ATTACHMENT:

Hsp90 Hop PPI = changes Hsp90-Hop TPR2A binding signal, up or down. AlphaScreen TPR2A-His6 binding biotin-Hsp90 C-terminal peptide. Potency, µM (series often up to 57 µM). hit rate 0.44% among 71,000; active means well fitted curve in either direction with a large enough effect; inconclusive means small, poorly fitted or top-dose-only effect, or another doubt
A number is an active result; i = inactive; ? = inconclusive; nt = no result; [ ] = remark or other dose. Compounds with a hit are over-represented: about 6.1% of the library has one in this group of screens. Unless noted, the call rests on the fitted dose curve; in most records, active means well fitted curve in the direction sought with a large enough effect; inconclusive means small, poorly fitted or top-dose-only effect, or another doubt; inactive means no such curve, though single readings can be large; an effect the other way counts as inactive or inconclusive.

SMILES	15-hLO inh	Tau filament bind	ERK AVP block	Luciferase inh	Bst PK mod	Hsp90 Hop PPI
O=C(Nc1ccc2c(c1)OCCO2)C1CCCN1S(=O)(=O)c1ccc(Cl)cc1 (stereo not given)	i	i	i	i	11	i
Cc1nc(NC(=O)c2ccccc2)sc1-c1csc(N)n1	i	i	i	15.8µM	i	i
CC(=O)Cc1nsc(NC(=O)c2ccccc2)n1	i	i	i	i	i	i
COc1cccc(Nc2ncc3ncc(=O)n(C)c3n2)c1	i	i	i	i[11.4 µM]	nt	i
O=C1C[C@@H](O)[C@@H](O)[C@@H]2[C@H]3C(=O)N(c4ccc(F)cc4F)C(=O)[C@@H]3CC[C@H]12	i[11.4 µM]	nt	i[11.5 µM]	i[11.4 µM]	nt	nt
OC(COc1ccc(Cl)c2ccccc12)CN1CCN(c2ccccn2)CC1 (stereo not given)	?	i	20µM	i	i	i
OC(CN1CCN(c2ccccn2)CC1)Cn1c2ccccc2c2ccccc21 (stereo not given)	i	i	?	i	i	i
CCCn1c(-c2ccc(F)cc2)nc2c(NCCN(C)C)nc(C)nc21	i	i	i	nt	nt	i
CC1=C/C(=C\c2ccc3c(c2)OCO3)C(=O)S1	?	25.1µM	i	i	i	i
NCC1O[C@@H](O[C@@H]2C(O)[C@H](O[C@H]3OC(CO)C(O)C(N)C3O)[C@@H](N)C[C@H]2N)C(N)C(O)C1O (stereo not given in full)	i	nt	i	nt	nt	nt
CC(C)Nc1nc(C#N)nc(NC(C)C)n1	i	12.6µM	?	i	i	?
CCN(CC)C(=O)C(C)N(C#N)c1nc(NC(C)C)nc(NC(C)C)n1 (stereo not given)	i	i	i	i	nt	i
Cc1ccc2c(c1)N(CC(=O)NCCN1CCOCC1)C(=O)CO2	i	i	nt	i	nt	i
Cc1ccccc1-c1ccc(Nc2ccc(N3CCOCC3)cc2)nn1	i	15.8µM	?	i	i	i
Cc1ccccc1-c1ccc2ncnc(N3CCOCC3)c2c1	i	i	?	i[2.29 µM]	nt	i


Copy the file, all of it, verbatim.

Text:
Hsp90 Hop PPI = changes Hsp90-Hop TPR2A binding signal, up or down. AlphaScreen TPR2A-His6 binding biotin-Hsp90 C-terminal peptide. Potency, µM (series often up to 57 µM). hit rate 0.44% among 71,000; active means well fitted curve in either direction with a large enough effect; inconclusive means small, poorly fitted or top-dose-only effect, or another doubt
A number is an active result; i = inactive; ? = inconclusive; nt = no result; [ ] = remark or other dose. Compounds with a hit are over-represented: about 6.1% of the library has one in this group of screens. Unless noted, the call rests on the fitted dose curve; in most records, active means well fitted curve in the direction sought with a large enough effect; inconclusive means small, poorly fitted or top-dose-only effect, or another doubt; inactive means no such curve, though single readings can be large; an effect the other way counts as inactive or inconclusive.

SMILES	15-hLO inh	Tau filament bind	ERK AVP block	Luciferase inh	Bst PK mod	Hsp90 Hop PPI
O=C(Nc1ccc2c(c1)OCCO2)C1CCCN1S(=O)(=O)c1ccc(Cl)cc1 (stereo not given)	i	i	i	i	11	i
Cc1nc(NC(=O)c2ccccc2)sc1-c1csc(N)n1	i	i	i	15.8µM	i	i
CC(=O)Cc1nsc(NC(=O)c2ccccc2)n1	i	i	i	i	i	i
COc1cccc(Nc2ncc3ncc(=O)n(C)c3n2)c1	i	i	i	i[11.4 µM]	nt	i
O=C1C[C@@H](O)[C@@H](O)[C@@H]2[C@H]3C(=O)N(c4ccc(F)cc4F)C(=O)[C@@H]3CC[C@H]12	i[11.4 µM]	nt	i[11.5 µM]	i[11.4 µM]	nt	nt
OC(COc1ccc(Cl)c2ccccc12)CN1CCN(c2ccccn2)CC1 (stereo not given)	?	i	20µM	i	i	i
OC(CN1CCN(c2ccccn2)CC1)Cn1c2ccccc2c2ccccc21 (stereo not given)	i	i	?	i	i	i
CCCn1c(-c2ccc(F)cc2)nc2c(NCCN(C)C)nc(C)nc21	i	i	i	nt	nt	i
CC1=C/C(=C\c2ccc3c(c2)OCO3)C(=O)S1	?	25.1µM	i	i	i	i
NCC1O[C@@H](O[C@@H]2C(O)[C@H](O[C@H]3OC(CO)C(O)C(N)C3O)[C@@H](N)C[C@H]2N)C(N)C(O)C1O (stereo not given in full)	i	nt	i	nt	nt	nt
CC(C)Nc1nc(C#N)nc(NC(C)C)n1	i	12.6µM	?	i	i	?
CCN(CC)C(=O)C(C)N(C#N)c1nc(NC(C)C)nc(NC(C)C)n1 (stereo not given)	i	i	i	i	nt	i
Cc1ccc2c(c1)N(CC(=O)NCCN1CCOCC1)C(=O)CO2	i	i	nt	i	nt	i
Cc1ccccc1-c1ccc(Nc2ccc(N3CCOCC3)cc2)nn1	i	15.8µM	?	i	i	i
Cc1ccccc1-c1ccc2ncnc(N3CCOCC3)c2c1	i	i	?	i[2.29 µM]	nt	i